Thanks to Kate at Books are my Favourite and Best for hosting:)


Responses

  1. Great chain as usual Lisa. Loved seeing Cannold’s book here, because it’s one l remember too and wonder about the author. And enjoyed your rare foray into sport!

    PS I don’t think Rules of civility is a classic novella? A duplicate post from last month issue? (If so just delete this sentence from my comment!)

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    • Oops, yes, that’s what happens when I use ‘copy a post’ and don’t check the text carefully! I’ve fixed it.

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      • Yep – done it myself once or twice (says she hoping you’ll believe it’s only that.) I’ve too many times not fixed the title!! Terrible!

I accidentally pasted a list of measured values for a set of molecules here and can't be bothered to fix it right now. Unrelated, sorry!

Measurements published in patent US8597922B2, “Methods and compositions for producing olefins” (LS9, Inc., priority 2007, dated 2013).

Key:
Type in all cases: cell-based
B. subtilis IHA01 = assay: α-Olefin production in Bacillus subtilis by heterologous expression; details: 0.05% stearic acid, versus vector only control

Liked by 1 person

        • I don’t know why I do it really, the only things that are the same are the tags and categories and the bit at the bottom…

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  2. I enjoyed your comments re the Book of Fame. Ethan Frome was such a good book. It is one I have often thought of rereading.

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    • I love Edith Wharton, I can’t understand how it took me so long to discover her!

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  3. The Book of Fame is a great book…as you say, it’s about so much more than just rugby (a sport I particularly hate). I hadn’t heard of the Catherine Harris novel. It sounds right up my street so will add it to my wishlist.